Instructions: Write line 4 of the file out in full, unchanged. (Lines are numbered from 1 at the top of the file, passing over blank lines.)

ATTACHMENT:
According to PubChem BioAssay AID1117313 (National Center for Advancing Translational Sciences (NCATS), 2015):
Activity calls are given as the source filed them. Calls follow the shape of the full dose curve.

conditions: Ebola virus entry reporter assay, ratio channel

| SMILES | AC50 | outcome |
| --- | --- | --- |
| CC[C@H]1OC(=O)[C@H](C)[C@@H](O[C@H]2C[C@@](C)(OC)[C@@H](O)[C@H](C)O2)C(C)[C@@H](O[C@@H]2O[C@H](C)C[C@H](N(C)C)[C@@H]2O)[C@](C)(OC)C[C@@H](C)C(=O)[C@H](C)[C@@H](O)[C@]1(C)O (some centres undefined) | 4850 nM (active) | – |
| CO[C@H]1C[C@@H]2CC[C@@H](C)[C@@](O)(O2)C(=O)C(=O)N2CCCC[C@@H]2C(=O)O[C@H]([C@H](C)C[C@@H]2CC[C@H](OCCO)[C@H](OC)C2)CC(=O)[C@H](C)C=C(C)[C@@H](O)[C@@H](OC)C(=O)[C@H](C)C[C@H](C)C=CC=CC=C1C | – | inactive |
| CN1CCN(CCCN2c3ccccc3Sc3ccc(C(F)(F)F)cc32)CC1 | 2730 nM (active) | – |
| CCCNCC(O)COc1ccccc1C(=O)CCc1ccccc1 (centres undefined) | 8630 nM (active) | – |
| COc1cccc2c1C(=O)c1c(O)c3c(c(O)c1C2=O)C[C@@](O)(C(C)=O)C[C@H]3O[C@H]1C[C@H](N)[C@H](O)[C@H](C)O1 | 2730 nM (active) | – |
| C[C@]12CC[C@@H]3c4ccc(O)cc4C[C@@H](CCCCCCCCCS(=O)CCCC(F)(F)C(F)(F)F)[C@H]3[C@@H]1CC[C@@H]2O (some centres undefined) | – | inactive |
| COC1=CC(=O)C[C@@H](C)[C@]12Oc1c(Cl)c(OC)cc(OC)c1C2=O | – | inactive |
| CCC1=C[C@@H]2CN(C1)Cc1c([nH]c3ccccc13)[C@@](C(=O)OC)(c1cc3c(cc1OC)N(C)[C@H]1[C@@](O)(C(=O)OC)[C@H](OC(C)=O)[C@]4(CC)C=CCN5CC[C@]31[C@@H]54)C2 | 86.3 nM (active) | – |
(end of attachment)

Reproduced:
| SMILES | AC50 | outcome |